I cannot believe the year is over. It feels like it went both super quick and super slow. My reading in December was a bit erratic because the first half I felt mega burned out (mostly due to work) and could not concentrate on anything difficult, then there was Christmas were I did not get any reading done – and then I had a few days to wrap up all the books written by men I was still reading.

Books I read in December:

  1. Vita Nostra by Marina and Sergey Dyachenko: 5 out of 5 stars
  2. Dopesick by Beth Macy: 5 out of 5 stars
  3. Angel’s Blood (Guild Hunter #1) by Nalini Singh: 3 out of 5 stars
  4. Archangel’s Kiss (Guild Hunter #2) by Nalini Singh: 3 out of 5 stars
  5. Archangel’s Consort (Guild Hunter #3) by Nalini Singh: 3 out of 5 stars
  6. Archangel’s Blade (Guild Hunter #4) by Nalini Singh: 3 out of 5 stars
  7. Bad Blood by John Carreyrou: 4,5 out of 5 stars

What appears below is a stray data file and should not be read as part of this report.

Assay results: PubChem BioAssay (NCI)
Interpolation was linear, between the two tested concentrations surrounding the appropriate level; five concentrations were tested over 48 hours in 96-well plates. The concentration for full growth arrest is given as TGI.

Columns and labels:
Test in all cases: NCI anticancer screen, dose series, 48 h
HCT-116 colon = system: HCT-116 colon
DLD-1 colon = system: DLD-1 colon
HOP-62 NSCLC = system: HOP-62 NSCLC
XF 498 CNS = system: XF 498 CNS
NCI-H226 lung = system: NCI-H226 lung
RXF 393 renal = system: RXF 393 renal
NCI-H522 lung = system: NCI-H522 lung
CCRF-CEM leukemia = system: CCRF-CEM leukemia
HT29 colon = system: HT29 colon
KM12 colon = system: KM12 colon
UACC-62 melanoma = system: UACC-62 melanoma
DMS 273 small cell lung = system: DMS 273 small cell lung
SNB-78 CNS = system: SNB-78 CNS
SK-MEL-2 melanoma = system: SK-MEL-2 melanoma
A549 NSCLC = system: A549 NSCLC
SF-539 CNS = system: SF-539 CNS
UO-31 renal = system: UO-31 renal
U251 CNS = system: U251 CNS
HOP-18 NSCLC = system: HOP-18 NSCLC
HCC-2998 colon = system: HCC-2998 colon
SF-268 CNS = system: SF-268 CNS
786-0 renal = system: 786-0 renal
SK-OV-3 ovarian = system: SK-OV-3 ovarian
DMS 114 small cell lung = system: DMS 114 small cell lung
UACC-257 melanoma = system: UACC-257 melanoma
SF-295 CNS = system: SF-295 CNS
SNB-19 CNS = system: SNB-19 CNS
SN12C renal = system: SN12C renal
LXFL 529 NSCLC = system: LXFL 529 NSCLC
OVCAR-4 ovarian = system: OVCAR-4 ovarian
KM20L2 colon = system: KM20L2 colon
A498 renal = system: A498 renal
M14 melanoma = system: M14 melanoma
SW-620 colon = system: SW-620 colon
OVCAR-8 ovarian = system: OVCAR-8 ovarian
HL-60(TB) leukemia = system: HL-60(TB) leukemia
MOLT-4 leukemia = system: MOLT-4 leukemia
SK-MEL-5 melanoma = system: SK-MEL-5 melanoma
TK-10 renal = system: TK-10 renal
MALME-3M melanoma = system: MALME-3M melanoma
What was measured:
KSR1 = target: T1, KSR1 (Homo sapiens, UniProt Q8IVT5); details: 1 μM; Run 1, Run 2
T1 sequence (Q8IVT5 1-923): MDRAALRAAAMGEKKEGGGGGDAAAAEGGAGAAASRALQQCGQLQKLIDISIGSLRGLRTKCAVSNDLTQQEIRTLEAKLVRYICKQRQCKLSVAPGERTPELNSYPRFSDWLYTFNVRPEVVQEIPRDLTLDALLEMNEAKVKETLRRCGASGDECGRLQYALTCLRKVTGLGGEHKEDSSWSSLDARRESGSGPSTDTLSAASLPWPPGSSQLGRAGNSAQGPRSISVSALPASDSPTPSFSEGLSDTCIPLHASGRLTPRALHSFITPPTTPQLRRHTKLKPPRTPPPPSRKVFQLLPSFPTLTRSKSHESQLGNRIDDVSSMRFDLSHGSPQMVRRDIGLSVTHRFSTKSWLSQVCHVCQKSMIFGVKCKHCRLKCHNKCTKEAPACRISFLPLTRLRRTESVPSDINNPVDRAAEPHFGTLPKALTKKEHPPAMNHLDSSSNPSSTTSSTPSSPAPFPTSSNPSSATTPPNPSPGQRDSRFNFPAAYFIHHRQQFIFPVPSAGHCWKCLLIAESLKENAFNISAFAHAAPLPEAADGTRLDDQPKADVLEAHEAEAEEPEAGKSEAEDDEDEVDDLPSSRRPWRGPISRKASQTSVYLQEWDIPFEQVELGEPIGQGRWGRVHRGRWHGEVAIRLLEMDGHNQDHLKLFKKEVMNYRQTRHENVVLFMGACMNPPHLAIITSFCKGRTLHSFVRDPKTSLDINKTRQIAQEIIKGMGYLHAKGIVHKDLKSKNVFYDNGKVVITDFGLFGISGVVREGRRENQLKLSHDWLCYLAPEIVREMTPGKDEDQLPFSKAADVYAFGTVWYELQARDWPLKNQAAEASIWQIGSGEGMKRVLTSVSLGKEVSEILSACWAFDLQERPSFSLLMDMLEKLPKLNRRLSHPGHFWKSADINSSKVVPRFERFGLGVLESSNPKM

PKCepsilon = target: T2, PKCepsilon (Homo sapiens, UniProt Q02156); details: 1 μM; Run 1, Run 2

8. Magic Triumphs (Kate Daniels #10) by Ilona Andrews: 4 out of 5 stars
  9. The Strange Case of the Alchemist’s Daughter (The Extraordinary Adventures of the Athena Club #1) by Theodora Goss: 3 out of 5 stars
  10. Slave to Sensation (Psy-Changeling #1) by Nalini Singh: 3,5 out of 5 stars
  11. New Suns ed. by Nisi Shawl: 2 out of 5 stars
  12. Doggerland by Ben Smith: 3 out of 5 stars
  13. Lies Sleeping (Rivers of London #7) by Ben Aaronovitch: 4 out of 5 stars
  14. Heavy by Kiese Laymon: 4 out of 5 stars

Favourite of the Month:

I adored Vita Nostra – every single second of reading this was a pleasure. Dopesick was another book that I appreciated immensely – it is wonderfully researched and impeccably told. Both books made my best of the year lists.

Continue reading “Wrap Up: December 2018 or there goes the year.”

Wrap Up: November 2018 or Genre Fiction is the best